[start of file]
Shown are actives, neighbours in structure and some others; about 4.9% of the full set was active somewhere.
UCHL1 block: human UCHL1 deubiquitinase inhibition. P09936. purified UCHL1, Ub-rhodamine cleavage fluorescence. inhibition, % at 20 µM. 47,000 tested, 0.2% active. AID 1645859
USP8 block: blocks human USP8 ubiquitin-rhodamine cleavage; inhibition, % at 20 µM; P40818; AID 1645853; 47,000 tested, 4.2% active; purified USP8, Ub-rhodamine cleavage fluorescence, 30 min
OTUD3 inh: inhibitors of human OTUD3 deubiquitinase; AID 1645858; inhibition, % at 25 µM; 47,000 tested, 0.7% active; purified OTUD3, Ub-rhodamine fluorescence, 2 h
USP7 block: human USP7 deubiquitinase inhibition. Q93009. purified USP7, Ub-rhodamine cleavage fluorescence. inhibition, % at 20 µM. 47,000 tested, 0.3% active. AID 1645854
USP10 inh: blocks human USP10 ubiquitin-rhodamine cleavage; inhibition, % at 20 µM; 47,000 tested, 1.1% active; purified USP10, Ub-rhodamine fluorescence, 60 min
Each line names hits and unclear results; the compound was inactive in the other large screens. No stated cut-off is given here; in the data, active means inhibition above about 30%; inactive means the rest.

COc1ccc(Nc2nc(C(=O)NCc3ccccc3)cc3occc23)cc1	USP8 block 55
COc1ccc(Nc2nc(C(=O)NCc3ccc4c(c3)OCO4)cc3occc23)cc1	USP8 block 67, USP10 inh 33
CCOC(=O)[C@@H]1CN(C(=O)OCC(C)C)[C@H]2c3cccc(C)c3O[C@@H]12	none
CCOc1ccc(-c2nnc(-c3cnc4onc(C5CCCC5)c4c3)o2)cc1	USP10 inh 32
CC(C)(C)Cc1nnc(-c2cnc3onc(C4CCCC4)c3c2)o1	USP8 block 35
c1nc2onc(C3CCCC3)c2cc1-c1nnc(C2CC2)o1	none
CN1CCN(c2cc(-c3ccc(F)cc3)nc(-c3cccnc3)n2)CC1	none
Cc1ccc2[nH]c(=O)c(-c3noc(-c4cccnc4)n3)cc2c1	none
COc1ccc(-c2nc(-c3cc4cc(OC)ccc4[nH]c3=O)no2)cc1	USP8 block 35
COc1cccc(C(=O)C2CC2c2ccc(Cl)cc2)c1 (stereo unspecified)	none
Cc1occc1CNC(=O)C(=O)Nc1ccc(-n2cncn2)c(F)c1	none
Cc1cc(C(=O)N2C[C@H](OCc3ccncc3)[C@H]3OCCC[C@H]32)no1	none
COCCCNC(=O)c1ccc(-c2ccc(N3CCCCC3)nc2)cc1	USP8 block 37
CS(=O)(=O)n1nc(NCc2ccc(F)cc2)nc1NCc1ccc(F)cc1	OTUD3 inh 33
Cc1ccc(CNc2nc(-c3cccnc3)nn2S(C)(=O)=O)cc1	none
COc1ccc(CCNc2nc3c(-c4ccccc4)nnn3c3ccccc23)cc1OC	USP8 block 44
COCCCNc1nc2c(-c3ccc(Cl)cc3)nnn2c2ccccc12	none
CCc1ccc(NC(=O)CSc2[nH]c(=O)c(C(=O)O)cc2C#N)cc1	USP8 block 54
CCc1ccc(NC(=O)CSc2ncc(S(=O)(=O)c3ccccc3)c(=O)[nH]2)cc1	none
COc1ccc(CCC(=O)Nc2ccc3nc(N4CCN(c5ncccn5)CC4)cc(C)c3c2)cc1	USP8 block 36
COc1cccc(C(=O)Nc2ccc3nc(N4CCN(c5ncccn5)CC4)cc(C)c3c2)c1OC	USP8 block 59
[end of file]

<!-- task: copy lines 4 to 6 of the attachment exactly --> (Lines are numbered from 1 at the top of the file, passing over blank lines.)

OTUD3 inh: inhibitors of human OTUD3 deubiquitinase; AID 1645858; inhibition, % at 25 µM; 47,000 tested, 0.7% active; purified OTUD3, Ub-rhodamine fluorescence, 2 h
USP7 block: human USP7 deubiquitinase inhibition. Q93009. purified USP7, Ub-rhodamine cleavage fluorescence. inhibition, % at 20 µM. 47,000 tested, 0.3% active. AID 1645854
USP10 inh: blocks human USP10 ubiquitin-rhodamine cleavage; inhibition, % at 20 µM; 47,000 tested, 1.1% active; purified USP10, Ub-rhodamine fluorescence, 60 min